State suit alleges Pactiv violated grant agreement

Pactiv Evergreen's Canton mill closed in June 2023. Pactiv Evergreen's Canton mill closed in June 2023. Max Cooper photo

Pactiv Evergreen’s shocking announcement that it would close its 115-year-old paper mill broke lots of hearts — and wallets — in Canton, but now, more than a year later, North Carolina’s Attorney General is looking for some payback over broken promises.

"Taxpayers in North Carolina invested in Pactiv Evergreen to bolster our state’s economy,” said Attorney General Josh Stein in a release issued earlier today. “We held up our end of the bargain, and we cannot let Pactiv cut and run away with our state’s money. My office has been working with Pactiv over the last year to address the company’s obligations under the JMAC agreement, but it has become clear that legal action was necessary to hold Pactiv accountable.”

In late 2014 and with bipartisan support, Gov. Pat McCrory inked an agreement with Blue Ridge Paper, a subsidiary of Pactiv, granting the company $12 million from the state’s Job Maintenance and Capital Development Fund (JMAC). In exchange, Blue Ridge Paper agreed to spend $51 million of its own money over 10 years to convert two of its coal-fired boilers to natural gas.

There were other conditions, too — the company would have to pay most workers 140% of the area’s average wage and pay at least 50% of their health care coverage costs.

While Blue Ridge Paper indeed complied with those conditions, it appears to have missed or ignored one.

“The Company shall repay all Grant amounts previously received … for failure to maintain operations at the Canton Mill for the JMAC Agreement term,” the grant agreement reads, while further stipulating the company must “retain 800 positions to qualify.”

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The last whistle blew at the mill on May 23, 2023, and the vast majority of workers had already left or been laid off just three weeks later.

The breach of contract suit shouldn’t have come as a surprise to Pactiv, because state leaders have been talking about it since shortly after the company’s March 6, 2023, closing announcement — some 15 months after Pactiv cashed its last check from the state. On March 8, 2023, Stein told The Smoky Mountain News that his office would do everything in its power to hold Pactiv accountable for its obligations.

The next day, David Rhoades, communications director for the North Carolina Department of Commerce, confirmed to SMN that the grant agreement was still in force through Dec. 31, 2024, and that the Department of Commerce would initiate “a full assessment.”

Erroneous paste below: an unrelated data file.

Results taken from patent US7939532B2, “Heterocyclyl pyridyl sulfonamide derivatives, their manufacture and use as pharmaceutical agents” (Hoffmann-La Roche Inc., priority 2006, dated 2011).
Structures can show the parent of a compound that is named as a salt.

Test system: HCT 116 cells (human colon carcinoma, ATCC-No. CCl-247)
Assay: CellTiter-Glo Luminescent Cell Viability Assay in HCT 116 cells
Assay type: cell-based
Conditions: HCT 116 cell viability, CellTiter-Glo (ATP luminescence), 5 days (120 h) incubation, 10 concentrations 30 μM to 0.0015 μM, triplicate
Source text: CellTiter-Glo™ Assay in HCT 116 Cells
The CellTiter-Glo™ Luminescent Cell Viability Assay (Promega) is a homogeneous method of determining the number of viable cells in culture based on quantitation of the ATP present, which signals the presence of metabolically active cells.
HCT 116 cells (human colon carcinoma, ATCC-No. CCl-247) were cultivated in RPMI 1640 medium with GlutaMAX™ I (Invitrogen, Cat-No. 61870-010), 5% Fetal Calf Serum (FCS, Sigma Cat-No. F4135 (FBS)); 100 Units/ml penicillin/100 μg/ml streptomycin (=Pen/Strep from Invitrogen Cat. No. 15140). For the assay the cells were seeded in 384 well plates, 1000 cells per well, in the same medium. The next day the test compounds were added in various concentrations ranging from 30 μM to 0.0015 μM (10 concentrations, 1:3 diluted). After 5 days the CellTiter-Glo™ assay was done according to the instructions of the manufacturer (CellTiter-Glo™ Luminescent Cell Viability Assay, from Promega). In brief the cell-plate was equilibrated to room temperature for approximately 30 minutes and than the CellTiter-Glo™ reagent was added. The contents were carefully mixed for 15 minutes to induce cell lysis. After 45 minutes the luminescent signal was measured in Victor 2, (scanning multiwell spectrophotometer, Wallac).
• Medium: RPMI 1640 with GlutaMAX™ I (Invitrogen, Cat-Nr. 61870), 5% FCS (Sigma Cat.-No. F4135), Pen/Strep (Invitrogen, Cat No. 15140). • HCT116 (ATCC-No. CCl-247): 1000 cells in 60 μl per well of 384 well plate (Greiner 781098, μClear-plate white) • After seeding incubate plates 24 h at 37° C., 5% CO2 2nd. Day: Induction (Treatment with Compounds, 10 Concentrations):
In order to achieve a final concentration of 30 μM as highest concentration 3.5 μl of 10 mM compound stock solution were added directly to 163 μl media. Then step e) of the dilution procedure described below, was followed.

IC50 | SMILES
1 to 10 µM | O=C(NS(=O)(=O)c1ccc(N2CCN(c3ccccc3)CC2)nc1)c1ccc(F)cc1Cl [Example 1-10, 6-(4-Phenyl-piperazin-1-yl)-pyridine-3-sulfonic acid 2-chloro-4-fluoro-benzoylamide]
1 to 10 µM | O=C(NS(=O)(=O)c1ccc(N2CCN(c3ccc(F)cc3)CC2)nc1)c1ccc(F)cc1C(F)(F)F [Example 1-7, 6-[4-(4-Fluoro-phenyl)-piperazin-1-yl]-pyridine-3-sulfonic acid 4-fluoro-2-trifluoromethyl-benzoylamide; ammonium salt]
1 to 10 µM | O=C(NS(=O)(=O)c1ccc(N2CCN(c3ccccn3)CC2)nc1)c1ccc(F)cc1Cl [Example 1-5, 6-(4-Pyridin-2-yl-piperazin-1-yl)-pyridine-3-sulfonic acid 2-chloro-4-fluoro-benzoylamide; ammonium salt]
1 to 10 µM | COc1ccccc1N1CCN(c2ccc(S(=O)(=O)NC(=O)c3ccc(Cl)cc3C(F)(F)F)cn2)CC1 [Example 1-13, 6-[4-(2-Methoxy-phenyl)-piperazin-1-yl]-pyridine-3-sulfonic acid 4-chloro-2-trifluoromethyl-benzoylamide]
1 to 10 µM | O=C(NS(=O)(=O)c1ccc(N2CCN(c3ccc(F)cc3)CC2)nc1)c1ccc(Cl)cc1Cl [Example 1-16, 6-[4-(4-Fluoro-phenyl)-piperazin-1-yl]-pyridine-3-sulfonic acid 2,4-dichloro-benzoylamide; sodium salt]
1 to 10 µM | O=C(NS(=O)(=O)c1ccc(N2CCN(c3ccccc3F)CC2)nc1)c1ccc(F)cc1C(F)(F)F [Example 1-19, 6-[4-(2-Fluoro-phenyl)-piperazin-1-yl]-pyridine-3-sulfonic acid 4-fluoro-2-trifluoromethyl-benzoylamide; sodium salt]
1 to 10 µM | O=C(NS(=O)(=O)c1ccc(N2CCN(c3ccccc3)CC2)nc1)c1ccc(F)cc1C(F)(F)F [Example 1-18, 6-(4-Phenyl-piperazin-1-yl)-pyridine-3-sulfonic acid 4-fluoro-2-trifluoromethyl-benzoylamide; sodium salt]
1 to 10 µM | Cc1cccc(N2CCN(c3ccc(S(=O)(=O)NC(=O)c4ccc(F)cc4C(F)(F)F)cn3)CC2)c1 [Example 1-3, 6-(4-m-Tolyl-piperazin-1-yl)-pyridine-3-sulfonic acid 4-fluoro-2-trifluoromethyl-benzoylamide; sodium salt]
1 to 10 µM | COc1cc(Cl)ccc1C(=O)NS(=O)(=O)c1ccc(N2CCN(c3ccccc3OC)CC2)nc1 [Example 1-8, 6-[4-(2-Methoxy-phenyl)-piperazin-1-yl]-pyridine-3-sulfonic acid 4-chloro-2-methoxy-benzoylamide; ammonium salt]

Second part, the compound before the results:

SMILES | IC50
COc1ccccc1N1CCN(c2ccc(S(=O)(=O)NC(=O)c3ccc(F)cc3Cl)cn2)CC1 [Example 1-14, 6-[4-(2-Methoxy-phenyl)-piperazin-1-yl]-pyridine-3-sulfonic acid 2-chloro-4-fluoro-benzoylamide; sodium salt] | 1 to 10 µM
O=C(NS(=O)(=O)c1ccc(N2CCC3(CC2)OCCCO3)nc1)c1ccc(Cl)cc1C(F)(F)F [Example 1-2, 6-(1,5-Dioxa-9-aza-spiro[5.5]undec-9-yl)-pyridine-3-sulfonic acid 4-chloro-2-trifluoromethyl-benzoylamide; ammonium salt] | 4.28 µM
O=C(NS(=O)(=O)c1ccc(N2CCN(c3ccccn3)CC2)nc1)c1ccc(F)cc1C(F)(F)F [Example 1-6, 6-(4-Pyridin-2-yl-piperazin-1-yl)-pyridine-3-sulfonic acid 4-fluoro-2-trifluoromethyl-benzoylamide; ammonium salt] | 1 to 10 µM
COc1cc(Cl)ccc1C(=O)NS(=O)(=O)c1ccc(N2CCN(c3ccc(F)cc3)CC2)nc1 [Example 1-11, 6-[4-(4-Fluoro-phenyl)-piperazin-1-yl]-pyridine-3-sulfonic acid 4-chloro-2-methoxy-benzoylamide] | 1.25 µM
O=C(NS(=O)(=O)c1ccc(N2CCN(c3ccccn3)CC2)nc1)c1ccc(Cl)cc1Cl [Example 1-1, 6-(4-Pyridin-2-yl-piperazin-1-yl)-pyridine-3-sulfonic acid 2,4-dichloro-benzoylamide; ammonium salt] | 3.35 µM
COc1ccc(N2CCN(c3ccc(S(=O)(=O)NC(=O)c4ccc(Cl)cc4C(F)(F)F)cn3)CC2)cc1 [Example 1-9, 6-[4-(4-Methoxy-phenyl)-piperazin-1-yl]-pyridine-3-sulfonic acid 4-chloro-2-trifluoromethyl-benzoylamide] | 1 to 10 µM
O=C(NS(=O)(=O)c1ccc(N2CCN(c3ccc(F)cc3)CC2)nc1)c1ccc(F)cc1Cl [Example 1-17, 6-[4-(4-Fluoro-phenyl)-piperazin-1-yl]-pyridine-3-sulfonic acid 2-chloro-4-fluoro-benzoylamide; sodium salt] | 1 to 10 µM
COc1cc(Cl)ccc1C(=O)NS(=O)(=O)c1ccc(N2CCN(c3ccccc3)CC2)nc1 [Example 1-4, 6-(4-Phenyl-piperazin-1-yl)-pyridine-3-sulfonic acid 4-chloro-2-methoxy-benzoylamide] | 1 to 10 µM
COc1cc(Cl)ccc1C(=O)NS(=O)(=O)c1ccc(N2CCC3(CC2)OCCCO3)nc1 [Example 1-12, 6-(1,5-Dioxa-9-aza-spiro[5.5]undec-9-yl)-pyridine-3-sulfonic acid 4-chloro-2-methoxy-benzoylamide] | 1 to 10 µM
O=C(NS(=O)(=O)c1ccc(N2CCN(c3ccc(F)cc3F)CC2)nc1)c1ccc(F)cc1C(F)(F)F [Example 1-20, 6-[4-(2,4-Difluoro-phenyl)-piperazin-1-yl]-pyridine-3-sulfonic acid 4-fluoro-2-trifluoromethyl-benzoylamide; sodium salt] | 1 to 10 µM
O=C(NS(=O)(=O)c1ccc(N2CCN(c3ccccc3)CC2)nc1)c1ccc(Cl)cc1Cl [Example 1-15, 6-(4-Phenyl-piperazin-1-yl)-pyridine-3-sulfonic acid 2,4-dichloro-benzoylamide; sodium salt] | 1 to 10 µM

A week later, Gov. Roy Cooper took things up a notch with a March 16, 2023, letter to Pactiv CEO Mike King, warning that if the mill closed before 2025, it would face consequences.

“In this Job Maintenance and Capital Development Agreement (“JMAC Agreement”), Pactiv Evergreen promised to maintain operations at the Canton mill and to retain at least 800 full-time employees through December 31, 2024,” Cooper’s letter reads. “Closing the paper mill in Canton would be a clear breach of the JMAC agreement. That breach would require you to repay in full the $12 million received under the contract. If you follow through your announced plans we will demand full repayment of those funds.”

Since then, Stein and his office have reemphasized that Pactiv was and would be under scrutiny. On May 17, 2023, a spokesperson in Stein’s office said they would continue to look closely at Pactiv’s obligations to its workers, the Town of Canton, Haywood County and the state.

During a May 31, 2023, visit to Canton, Stein reiterated that the state would fight to enforce the terms of the $12 million JMAC grant.

“Pactiv Evergreen signed a contract with the state of North Carolina in which it promised to employ a certain number of people through a certain date in exchange for the money,” Stein said at the time. “They failed to uphold their end of the bargain. The state is going to enforce its rights under that contract. I want you all to know that, and I want to thank Gov. Cooper, who has been on this from the very beginning.”

More recently, Stein, a Democrat locked in a tight race for governor with Republican Lt. Gov. Mark Robinson, said during an April trip to Canton that he would “not hesitate to hold Pactiv Evergreen accountable for its failure to live up to its promises to the state when it accepted that $12 million.”

Robinson recalled his own financial turmoil when he lost a manufacturing job in High Point under similar circumstances and empathized with Canton workers, saying, “ … the governor and the attorney general need to keep that in mind and pursue every remedy necessary. And I can assure you, if I was the governor, I certainly would be.”

After the suit was filed, Robinson told The Smoky Mountain News that perhaps it's better to focus on cultivating the business environment than to focus on incentivizing companies. 

“I’m a former factory worker who lost jobs to NAFTA – and while these layoffs in Canton may be different, the results for the workers are the same. Right now, families are wondering how they are going to make ends meet. I know, because I’ve been in their shoes. While incentives for companies can be an effective tool when used properly, the foundations of keeping our economy strong — cutting taxes, reducing spending, and eliminating burdensome regulations — are more important. Because when incentives are used, and things go bad, the taxpayers are left holding the bag. So while we should hold companies accountable who don’t meet their obligations to the taxpayers, it’s better to not be in this situation to begin with.”